You also must have a small ego. This isn’t a profession for someone who wants fame and to be in the limelight. Some clients may not want others to know they used a ghostwriter, so it’s common that no one but you and your client know of your participation in a given work. You must be okay with that.
Finally, you must be tight-lipped and trustworthy. Depending on your clients, you will be hearing information that no one else has ever heard before. You can’t blab about it before the book comes out (and often even after the book comes out—you can’t admit your involvement with it).
Q. I see you’ve also produced a number of books. Are you a traditionally published author or self-published?
My clients have done a mix of traditional publishing and self-publishing. The exact publishing venue always depends on the client’s goals. Sometimes it makes more sense to self-publish, and vice-versa.
I self-published my books through my own publishing company. Because I did so much speaking at NSA events and writer’s conferences across the country, I had a direct link to my target audience. I didn’t need a publisher to connect me to bookstores, distributors, and potential buyers. I could reach all these outlets myself, so I did and didn’t have to share my profits with a publisher. It was a wise decision.
Q. You provide coaching to authors as well. Can you tell readers what that entails and why it’s beneficial to today’s freelancers?
I provide two types of coaching. The first is for business professionals who want to improve their business writing skills. Because writing is vital in business success, sometimes people need a boost in their writing skills. Some people have said to me, “My boss told me if I want a promotion, I need to improve my written communications.” Coaching is a great option for these people.
The second type of coaching is for freelance writers who want to break into the business. Many freelancers come to me because they’re scanning writing job boards and earning peanuts—barely enough to pay their monthly electric bill. With coaching, they learn a better way to grow their business that harnesses their unique strengths. As I tell my clients, “It takes work and it takes a commitment to getting out of your comfort zone, but if you commit to the process and actually do the work, success will come.” Coaching often can shave years off your learning curve.
Q. Do you have a blog? Why or why not?
No, I don’t have a blog. I have never had one, believe it or not! I write a lot of blog posts for others though. I’ve often toyed with the idea of doing a blog, but in the end I have enough business through word-of-mouth that I don’t feel it’s necessary in my situation. I do see it as an important aspect for someone just starting out though.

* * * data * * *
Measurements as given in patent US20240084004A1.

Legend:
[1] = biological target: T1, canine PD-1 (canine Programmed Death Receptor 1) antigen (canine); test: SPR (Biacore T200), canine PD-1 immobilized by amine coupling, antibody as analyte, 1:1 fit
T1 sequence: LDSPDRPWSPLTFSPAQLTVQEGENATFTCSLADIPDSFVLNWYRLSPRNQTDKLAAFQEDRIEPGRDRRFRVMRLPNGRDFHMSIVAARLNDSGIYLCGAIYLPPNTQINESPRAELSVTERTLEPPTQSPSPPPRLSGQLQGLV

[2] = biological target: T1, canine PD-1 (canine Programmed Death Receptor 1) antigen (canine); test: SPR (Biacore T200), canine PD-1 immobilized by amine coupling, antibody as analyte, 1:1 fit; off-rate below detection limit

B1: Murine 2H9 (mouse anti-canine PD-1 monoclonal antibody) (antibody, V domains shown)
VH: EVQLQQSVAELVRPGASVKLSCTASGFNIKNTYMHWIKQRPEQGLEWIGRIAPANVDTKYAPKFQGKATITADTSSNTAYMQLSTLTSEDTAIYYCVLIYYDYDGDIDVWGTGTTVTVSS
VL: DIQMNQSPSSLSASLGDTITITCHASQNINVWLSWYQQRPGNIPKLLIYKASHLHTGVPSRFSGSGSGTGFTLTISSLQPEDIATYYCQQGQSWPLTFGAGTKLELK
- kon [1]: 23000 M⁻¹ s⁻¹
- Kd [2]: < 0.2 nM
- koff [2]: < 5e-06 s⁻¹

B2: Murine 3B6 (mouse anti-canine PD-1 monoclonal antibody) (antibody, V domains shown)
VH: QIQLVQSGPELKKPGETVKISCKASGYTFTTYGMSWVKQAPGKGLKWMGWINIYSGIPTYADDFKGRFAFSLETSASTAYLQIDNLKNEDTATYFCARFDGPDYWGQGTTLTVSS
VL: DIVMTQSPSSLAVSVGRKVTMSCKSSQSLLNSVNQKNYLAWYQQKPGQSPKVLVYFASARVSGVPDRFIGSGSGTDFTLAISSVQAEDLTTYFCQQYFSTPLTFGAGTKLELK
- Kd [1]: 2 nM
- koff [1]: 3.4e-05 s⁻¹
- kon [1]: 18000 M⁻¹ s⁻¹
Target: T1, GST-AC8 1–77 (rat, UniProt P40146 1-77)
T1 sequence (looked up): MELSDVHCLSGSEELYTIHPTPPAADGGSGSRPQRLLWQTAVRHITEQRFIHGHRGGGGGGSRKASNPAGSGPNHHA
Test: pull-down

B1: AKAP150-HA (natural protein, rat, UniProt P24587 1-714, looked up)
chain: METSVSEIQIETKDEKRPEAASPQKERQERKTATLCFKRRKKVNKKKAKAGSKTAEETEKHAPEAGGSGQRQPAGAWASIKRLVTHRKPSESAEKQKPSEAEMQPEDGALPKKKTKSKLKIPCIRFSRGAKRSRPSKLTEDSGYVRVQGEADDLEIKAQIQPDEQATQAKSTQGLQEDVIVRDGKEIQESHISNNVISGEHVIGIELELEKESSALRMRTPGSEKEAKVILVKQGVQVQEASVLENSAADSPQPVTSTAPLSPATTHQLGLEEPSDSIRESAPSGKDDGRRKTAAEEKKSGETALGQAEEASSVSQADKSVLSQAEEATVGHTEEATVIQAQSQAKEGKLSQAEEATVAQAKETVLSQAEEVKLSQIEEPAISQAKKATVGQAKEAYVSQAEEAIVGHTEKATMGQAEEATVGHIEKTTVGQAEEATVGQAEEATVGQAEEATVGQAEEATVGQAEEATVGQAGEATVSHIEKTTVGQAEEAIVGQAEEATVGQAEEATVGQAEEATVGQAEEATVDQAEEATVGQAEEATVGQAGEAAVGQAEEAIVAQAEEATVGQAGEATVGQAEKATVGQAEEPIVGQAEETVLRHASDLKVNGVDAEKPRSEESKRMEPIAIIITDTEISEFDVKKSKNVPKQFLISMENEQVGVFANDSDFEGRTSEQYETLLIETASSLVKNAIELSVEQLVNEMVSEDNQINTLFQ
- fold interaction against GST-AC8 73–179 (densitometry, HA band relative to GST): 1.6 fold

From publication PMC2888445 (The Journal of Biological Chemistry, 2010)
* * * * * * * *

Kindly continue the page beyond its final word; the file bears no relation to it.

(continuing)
Q. Since ghostwriting clients typically like to remain anonymous, how can a writer use those associated projects to gain additional work in the field?
Well, you would never use a “clip” to get a ghostwriting gig. I’ve ghostwritten for some major people, but due to our contract specifics, I can’t name them. But that’s okay. Because this isn’t about name dropping. It’s about developing a relationship with your prospects and clients. Let’s put it this way: Think of the biggest name person in your field or someone famous you greatly admire. Even though you can’t say you do work for that person, imagine that person telling their friends, family, or associates, “Hey, if you need someone to help you with that writing project, I can refer you to someone.” That’s where the money is! That’s how you get the big projects! You focus on the relationship and then those big players tell others about you.
Realize, too, that I do ask all my clients if I can use them as a reference. Many, even those who stipulate that I can’t advertise myself as being their ghostwriter, will agree to be a reference in specific situations. This way it’s up to the client to say what they are comfortable with. Some will just give a general reference, as in “Dawn is great!” while others will be much more specific if asked on their terms.
Q. How important is “platform” in attracting publishers and clients today?
Platform has been and always will be important when attracting publishers and clients. What industry or audience do you want to be known in? What makes you stand out in that industry or audience? You must make yourself stand out in some way to get noticed. Again, scanning job boards won’t get you far. You must roll up your sleeves, get out there, and make yourself known to attract the high paying ghostwriting gigs.
AND LAST BUT NOT LEAST…BONUS QUESTIONS
Q. What’s the most you’ve ever earned on one ghostwriting project?
Let’s put it this way … I’m currently easing into semi-retirement. I’m still working, but I’m definitely cutting back so I can pursue other things in life that are important to me. When I was ghostwriting full-time, I consistently earned a six-figure income. It is possible.
Q. Is there a ghostwriting organization/association that you would recommend for training, networking, and/or job leads?
There is a ghostwriting association:
As for job leads, again, it doesn’t work like that. I hope I can stress this enough. To get the high paying clients, it’s about immersing yourself in your niche industry or client base, talking to people, and building relationships. That’s what makes for a successful ghostwriting career.
TO LEARN MORE ABOUT DAWN AND HER SERVICES, VISIT:
Questions or comments, readers? Any ghostwriters "lurking" here?